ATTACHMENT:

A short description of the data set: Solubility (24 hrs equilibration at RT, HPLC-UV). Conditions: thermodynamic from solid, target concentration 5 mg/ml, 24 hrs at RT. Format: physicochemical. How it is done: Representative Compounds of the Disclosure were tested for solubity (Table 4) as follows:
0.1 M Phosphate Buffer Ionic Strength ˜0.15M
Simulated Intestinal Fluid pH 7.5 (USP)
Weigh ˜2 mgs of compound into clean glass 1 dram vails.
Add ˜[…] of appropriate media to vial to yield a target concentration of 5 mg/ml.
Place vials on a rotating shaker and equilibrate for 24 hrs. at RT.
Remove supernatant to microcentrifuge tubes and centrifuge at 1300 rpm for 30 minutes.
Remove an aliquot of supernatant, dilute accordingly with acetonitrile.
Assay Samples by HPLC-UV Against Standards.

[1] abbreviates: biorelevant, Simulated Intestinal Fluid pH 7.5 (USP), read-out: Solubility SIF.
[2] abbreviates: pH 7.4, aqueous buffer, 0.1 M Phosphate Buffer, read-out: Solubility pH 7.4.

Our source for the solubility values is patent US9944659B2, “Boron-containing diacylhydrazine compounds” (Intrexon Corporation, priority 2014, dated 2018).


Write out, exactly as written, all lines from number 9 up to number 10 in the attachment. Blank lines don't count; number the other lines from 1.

Assay Samples by HPLC-UV Against Standards.

[1] abbreviates: biorelevant, Simulated Intestinal Fluid pH 7.5 (USP), read-out: Solubility SIF.